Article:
14. Deliver me from the guilt of bloodshed, O God,

It is all well and good for David to speak of God restoring him, and yet at this point the reality of his crime seems to come home to David. It was not just the crime of adultery with Bathsheba, which was in itself a terrible crime and one worthy of death under the law. It was also the horrible reality of the guilt of bloodshed that was upon him. He had murdered a man to cover up his sin, one of his own loyal and mighty soldiers. Of course that man remained dead, and the guilt of such an act hangs over David’s head like the sword of the avenger of blood, demanding his own life in payment for the thing he has done. Of course, no avenger of blood could truly come against the king and destroy him, but that is what David deserved, and it would have been quite proper for the LORD to act as that Avenger and see to it that David paid for his crime.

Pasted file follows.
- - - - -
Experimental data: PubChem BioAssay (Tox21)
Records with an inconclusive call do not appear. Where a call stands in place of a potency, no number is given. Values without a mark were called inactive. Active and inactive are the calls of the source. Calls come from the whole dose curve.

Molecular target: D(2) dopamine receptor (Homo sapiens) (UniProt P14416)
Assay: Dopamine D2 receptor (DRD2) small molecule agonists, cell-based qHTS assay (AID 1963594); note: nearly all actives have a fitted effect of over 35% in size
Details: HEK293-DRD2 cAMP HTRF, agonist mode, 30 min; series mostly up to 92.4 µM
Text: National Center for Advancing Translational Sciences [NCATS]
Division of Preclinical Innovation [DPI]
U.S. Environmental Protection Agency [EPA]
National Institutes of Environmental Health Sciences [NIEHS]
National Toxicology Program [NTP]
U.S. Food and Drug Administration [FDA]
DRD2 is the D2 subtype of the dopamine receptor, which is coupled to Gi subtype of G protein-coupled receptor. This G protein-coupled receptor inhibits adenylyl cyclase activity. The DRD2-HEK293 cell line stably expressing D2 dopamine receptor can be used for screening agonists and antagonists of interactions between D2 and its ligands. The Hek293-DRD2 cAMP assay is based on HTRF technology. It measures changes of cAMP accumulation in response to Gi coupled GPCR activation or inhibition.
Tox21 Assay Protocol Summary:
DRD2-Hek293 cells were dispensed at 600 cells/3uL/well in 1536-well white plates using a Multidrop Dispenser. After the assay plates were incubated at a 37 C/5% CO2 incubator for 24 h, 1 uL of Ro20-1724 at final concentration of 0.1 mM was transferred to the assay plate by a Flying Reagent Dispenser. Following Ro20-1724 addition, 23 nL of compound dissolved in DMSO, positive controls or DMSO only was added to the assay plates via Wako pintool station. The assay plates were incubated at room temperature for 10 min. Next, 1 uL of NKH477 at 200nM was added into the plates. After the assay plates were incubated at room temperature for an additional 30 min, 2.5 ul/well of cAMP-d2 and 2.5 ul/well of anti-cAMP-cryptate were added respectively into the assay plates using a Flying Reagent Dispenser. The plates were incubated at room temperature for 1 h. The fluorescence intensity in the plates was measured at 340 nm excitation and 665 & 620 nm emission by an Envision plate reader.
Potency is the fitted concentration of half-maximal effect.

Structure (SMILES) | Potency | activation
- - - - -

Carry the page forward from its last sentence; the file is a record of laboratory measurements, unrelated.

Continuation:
The God of my salvation,

David calls again on God, this time calling Him the God of his salvation, to deliver him from this guilt of bloodshed that hangs over him.

And my tongue shall sing aloud of Your righteousness.

Again David makes the rather startling statement that, upon God delivering him from this guilt of bloodshed, his tongue shall sing aloud of His righteousness. Once again “righteousness” might not be just the word we would expect, for surely God’s righteous standards would have demanded David’s death as the just penalty for his crimes. We might have expected David to praise God for His grace, His lovingkindness, or His mercy. Yet it is His righteousness that David promises to praise once he is thus delivered. Why should this be?